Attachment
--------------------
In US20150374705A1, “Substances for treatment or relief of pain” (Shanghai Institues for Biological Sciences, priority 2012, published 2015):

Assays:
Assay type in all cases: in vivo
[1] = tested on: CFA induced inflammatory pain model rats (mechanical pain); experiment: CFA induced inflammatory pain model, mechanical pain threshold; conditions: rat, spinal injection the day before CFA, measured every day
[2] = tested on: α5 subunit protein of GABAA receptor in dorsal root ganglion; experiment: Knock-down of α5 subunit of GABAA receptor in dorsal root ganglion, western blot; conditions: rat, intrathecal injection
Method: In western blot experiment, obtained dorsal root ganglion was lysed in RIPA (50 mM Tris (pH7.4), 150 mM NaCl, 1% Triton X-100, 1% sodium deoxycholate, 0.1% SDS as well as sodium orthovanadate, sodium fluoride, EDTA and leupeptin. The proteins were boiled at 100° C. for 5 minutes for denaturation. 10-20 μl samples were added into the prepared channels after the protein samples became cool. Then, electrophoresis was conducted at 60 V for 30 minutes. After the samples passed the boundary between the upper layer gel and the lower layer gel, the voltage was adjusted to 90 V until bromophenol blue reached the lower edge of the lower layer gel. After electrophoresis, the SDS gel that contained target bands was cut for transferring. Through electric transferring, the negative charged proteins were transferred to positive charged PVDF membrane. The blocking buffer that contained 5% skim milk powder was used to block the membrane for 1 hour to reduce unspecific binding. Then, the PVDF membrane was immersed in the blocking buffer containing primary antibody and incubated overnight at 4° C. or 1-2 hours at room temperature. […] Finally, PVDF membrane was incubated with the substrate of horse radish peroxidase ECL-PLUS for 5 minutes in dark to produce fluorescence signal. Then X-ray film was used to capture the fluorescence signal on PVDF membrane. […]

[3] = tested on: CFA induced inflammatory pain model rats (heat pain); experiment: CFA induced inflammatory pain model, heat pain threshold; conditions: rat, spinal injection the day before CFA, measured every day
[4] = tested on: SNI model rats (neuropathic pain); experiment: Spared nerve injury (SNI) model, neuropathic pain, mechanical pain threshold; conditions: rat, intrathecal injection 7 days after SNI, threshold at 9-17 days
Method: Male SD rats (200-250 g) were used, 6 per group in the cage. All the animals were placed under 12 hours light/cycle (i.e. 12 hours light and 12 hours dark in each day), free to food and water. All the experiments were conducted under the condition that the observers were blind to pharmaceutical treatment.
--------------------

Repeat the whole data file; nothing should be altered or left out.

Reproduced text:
In US20150374705A1, “Substances for treatment or relief of pain” (Shanghai Institues for Biological Sciences, priority 2012, published 2015):

Assays:
Assay type in all cases: in vivo
[1] = tested on: CFA induced inflammatory pain model rats (mechanical pain); experiment: CFA induced inflammatory pain model, mechanical pain threshold; conditions: rat, spinal injection the day before CFA, measured every day
[2] = tested on: α5 subunit protein of GABAA receptor in dorsal root ganglion; experiment: Knock-down of α5 subunit of GABAA receptor in dorsal root ganglion, western blot; conditions: rat, intrathecal injection
Method: In western blot experiment, obtained dorsal root ganglion was lysed in RIPA (50 mM Tris (pH7.4), 150 mM NaCl, 1% Triton X-100, 1% sodium deoxycholate, 0.1% SDS as well as sodium orthovanadate, sodium fluoride, EDTA and leupeptin. The proteins were boiled at 100° C. for 5 minutes for denaturation. 10-20 μl samples were added into the prepared channels after the protein samples became cool. Then, electrophoresis was conducted at 60 V for 30 minutes. After the samples passed the boundary between the upper layer gel and the lower layer gel, the voltage was adjusted to 90 V until bromophenol blue reached the lower edge of the lower layer gel. After electrophoresis, the SDS gel that contained target bands was cut for transferring. Through electric transferring, the negative charged proteins were transferred to positive charged PVDF membrane. The blocking buffer that contained 5% skim milk powder was used to block the membrane for 1 hour to reduce unspecific binding. Then, the PVDF membrane was immersed in the blocking buffer containing primary antibody and incubated overnight at 4° C. or 1-2 hours at room temperature. […] Finally, PVDF membrane was incubated with the substrate of horse radish peroxidase ECL-PLUS for 5 minutes in dark to produce fluorescence signal. Then X-ray film was used to capture the fluorescence signal on PVDF membrane. […]

[3] = tested on: CFA induced inflammatory pain model rats (heat pain); experiment: CFA induced inflammatory pain model, heat pain threshold; conditions: rat, spinal injection the day before CFA, measured every day
[4] = tested on: SNI model rats (neuropathic pain); experiment: Spared nerve injury (SNI) model, neuropathic pain, mechanical pain threshold; conditions: rat, intrathecal injection 7 days after SNI, threshold at 9-17 days
Method: Male SD rats (200-250 g) were used, 6 per group in the cage. All the animals were placed under 12 hours light/cycle (i.e. 12 hours light and 12 hours dark in each day), free to food and water. All the experiments were conducted under the condition that the observers were blind to pharmaceutical treatment.